Social media is a necessary component of multimedia communications. Below are three brands that take an integrated marketing approach in three different ways.
Warby Parker is a primarily an online retailer of affordable prescription glasses. Their business model is similar to TOMS: for every pair of Warby Parker glasses sold a pair is given to someone in need. They are different, though, in that they have a Home Try-On program. Consumers can order up to five frames to try on at no cost. They can then order the pair they like best with their prescription. Most pairs cost $95. Since their site launch in 2010, they have opened three stores, eight showrooms and have hosted many popup stores but most of their business is online.
On social media, the glasses company posts clean images with little text on all platforms used. Most of their imagery consists of glasses or models, dogs and children wearing Warby Parker glasses against white backgrounds with black, blues, and grays as accent colors. They also feature their employees, post new collections, share recent press, and make company announcements. They post frequently on most of their platforms, but they only post about twice a month on Google+.
Warby Parker updates their blog often and links to it on their other social media platforms to gain new blog followers. They also use Pinterest and post about their new pins and boards on their other social media accounts. Their Pinterest boards include colors, libraries, customers wearing their products, their collections as well as a few others.
Warby Parker rarely use hashtags on any of their social media accounts. When they do, however, they use “Warby” in the beginning of the hashtag, for example, #warbygoodomens and #warbyhometryons. They increase engagement by sharing some of their customers’ posts that include #warbyhometryons.
As far as integrating their online marketing efforts to their offline ones, Warby Parker doesn’t do much advertising offline. While they do use some traditional marketing, such as creative billboards, their offline efforts are focused on events, such as popup shops. Late last year, Warby Parker embarked on a roadshow, driving their Warby Parker-branded bus to various cities in the US. Inside the bus was a shop where consumers could try on glasses and then order them (with the help on a staff member) online. The company posted images of the trip and created Facebook events for each city.
West Elm is a well-known upscale furniture and home decor store that sells their products online and in-store. They, too, use an integrated marketing approach.
Online, West Elm is active on social media. They post often and share timely posts across the social media platforms they use. For example, yesterday, they shared a post on Facebook about hosting an Oscars watching party that linked to their “Gifts for Fancypants Mixologists” Pinterest board. The Pinterest board was created far before their post, but West Elm cleverly repurposed it. Much of West Elm’s Facebook feed consists of links to their blog
Continuing with the Oscars example, West Elm also posted about the Oscars on their Twitter page. One of their Oscars-related tweets linked to their blog, Front + Main. The content was different from their Facebook yet it still kept with the same theme.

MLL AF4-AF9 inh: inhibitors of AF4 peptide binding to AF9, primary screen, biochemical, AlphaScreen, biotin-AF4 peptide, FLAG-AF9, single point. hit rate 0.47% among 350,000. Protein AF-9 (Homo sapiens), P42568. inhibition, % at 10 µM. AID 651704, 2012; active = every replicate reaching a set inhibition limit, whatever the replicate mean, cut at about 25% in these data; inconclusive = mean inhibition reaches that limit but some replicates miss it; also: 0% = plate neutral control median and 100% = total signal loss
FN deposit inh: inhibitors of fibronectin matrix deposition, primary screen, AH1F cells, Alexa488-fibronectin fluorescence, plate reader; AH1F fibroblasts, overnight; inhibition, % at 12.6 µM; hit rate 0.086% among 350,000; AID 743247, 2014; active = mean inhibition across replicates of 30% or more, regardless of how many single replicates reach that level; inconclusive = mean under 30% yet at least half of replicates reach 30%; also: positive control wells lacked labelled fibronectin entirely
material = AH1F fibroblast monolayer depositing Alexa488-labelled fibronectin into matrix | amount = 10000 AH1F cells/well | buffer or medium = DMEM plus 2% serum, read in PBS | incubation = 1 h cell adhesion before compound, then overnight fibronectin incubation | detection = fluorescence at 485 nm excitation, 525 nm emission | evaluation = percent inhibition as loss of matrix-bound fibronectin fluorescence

Though much of their posts across platforms share consistent messaging and imagery, they do not use the same profile picture on all of the platforms used. The brand, name and logo font are highly recognizable, though, so I think West Elm is able to stray away from this norm. They use the same white lettering as their profile pictures but the background are different textures.
To increase engagement, West Elm hosts Instagram takeovers, where they invite bloggers and tastemakers to post images of themselves using various West Elm products. They promote these takeovers on Twitter, Instagram, and their blog.
In addition to their online efforts, West Elm hosts in-store events, which they promote via their store-specific Facebook pages and in-store.
They also mail monthly catalogs that direct consumers to view more colors or textiles of certain products. Each product has a share button and also show customer-submitted images of the product. For example, the below is a screenshot of the “Organic Cotton Pintuck Duvet Cover + Shams.”
J BRAND’s marketing approach is largely online. They do advertise in fashion magazines, too, though. Their print ads are in black and white so much of their social media posts and website follow suit. They use the same logo and the same cover photo across all social media platforms, which are also in black and white. I find J BRAND’s Tumblr particularly stunning as it is completely in black and white.
J BRAND is very active on social media and posts often on all platforms, except YouTube (their last video was posted over a year ago). They also encourage consumer engagement. Currently, they are prompting users to engage via a contest for a chance to win their Spring 2015 collection. Participants are asked to post a picture of themselves in a pair of J BRAND Jeans with the hashtag #InMyJBRAND on Instagram. Though the contest includes Instagram entries only, they are promoting this contest on Instagram, Facebook, Pinterest, Twitter, and Google+. On Pinterest, for example, they are featuring a few of the submissions they’ve received thus far on a board they created specifically for this contest. Taking it a step further, they then shared the creation of this new board on their other social media platforms. This promotes their Pinterest page as well as the Instagram contest.
Like Warby Parker, J BRAND uses hashtags but mainly sticks to J BRAND-branded hashtags, such as #InMyJBRAND and #JBRANDxSimoneRocha (a collaboration).